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Insolvency and Bankruptcy

March 15, 2018
  • Corporate insolvency has been a vexed issue in India, as the legal mechanism to deal with it has been fragmented under multiple laws.
  • India ranks 136 in the World Bank’s ranking for resolving insolvency. It takes over four years to resolve insolvency issues and the recovery rate is very low.
  • A serious consequence of this has been a large amount of bad/restructured loans (worth about Rs 10 trillion) on bank books, over 40 per cent of which pertains to infrastructure and related sectors. Several schemes have been launched to address this issue - CDR, 5/25, SDR and S4A - all of which have met with limited success.
  • The Insolvency and Bankruptcy Code (IBC), 2016 seeks to address this issue by bringing in a consolidated legal framework for resolving defaults by infrastructure companies and partnership firms in a time-bound manner. The code, in force since December 2016, supersedes all extant insolvency laws.
  • Both the debtor and the creditor are permitted to trigger the insolvency procedure under the code. At present, over 400 cases have been admitted to the NCLT for resolution.
  • The enactment of IBC 2016 has shifted the debtor-creditor dynamics from “debtor under possession” to “creditor in control”. This has been further bolstered by the greater legislative powers given by the government to the Reserve Bank of India (RBI) through an ordinance to amend the Banking Regulation Act, 1949. The ordinance, introduced in May 2017, allows the central bank to issue directions to banks to initiate insolvency resolution procedures under the provisions of IBC 2016.
  • Consequently, in June 2017, RBI identified 12 default accounts with Rs 2 trillion worth of bad loans (25 per cent of the total bad loans in the system) to be resolved through this route. Further, in August 2017, a second list of defaulters of at least 28 accounts worth about Rs 2 trillion was sent to the banks for resolution.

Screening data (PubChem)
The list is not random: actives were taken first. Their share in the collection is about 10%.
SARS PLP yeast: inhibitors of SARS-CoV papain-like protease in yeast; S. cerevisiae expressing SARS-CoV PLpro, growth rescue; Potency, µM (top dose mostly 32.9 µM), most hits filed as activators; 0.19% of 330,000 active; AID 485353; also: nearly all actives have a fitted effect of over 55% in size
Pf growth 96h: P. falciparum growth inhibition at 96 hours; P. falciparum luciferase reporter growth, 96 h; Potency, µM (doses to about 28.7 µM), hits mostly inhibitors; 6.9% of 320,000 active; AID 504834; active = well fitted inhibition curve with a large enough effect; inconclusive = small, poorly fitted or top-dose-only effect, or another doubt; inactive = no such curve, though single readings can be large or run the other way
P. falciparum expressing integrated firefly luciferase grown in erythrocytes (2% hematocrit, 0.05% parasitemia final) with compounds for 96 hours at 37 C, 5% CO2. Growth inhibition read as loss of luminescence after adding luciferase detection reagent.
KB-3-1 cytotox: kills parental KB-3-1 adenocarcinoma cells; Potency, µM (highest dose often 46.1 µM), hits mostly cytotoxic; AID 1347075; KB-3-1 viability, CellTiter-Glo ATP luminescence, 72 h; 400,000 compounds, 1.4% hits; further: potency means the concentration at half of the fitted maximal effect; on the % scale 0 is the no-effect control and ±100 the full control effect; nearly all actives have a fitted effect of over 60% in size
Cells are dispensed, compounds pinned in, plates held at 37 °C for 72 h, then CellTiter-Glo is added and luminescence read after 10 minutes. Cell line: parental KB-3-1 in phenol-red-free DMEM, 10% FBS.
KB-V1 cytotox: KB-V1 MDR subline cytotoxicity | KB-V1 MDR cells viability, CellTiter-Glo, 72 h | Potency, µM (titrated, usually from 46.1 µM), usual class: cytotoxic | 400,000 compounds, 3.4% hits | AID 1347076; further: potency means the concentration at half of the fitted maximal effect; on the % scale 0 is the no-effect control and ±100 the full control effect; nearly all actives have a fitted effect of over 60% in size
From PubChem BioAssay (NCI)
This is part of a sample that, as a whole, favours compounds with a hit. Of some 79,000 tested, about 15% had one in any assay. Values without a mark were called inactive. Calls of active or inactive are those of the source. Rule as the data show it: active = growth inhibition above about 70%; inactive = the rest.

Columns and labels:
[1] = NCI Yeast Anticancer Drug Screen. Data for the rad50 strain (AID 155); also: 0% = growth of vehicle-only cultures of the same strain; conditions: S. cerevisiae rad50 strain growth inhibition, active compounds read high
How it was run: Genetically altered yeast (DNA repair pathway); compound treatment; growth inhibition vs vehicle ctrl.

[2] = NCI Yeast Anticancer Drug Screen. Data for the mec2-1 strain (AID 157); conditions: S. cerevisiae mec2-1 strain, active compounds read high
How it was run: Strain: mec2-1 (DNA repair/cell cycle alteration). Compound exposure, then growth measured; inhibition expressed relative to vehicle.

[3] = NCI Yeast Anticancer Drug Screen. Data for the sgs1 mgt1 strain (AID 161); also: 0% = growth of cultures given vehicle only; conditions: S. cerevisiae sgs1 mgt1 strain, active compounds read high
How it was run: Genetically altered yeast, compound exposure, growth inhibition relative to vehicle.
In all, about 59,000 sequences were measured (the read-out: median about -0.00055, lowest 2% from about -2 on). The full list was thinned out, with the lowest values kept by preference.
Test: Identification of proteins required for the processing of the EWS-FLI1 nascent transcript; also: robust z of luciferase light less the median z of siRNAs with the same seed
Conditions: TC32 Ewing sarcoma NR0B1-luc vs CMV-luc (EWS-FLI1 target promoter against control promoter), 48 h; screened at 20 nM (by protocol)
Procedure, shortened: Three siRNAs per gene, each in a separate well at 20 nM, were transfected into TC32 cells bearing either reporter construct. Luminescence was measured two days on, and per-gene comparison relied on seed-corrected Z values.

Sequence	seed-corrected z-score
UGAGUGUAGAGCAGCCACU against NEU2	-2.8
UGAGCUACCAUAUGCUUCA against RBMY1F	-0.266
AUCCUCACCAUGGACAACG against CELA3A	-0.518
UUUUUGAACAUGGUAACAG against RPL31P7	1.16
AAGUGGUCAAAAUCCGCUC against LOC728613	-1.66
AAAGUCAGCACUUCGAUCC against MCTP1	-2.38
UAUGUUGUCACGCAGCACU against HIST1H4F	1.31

• Recently, the Insolvency and Bankruptcy Code (Amendment) Bill, 2017 was passed by both the houses. The bill, which replaces an ordinance promulgated in November 2017, allows defaulting promoters to be a part of the debt resolution process, provided they repay their dues in a month to make their loan account operational and the resolution happens within the overall time-frame specified in the code. The bill also allows asset reconstruction companies and alternative investment funds to participate in the bidding process.
  • However, there are apprehensions among various stakeholders that the changes to the law may keep out a large number of domestic investors. Most Indian companies going through a resolution process will see Indian management changing hands with foreign management. Further, they are of the view that exclusions of investors should have been kept to a minimum. Besides, it has been pointed out that the number of NCLT benches needs to be increased to deal with the loan default cases.
  • The mission of this conference is to examine the impact of IBC, 2016 on resolving insolvency issues in India. The conference will highlight the key features and the various legal nuances of the code. It will also discuss the impact of the code on various infrastructure sectors, the execution challenges and the way forward for the enforcement of the code.


March 16, 2018
  • Infrastructure projects are complex in nature. The capital investment is high. The gestation period is long. There are multiple stakeholders involved. Contracts often do not clearly define the role and responsibilities of the parties involved. These projects are thus quite prone to disputes and litigation.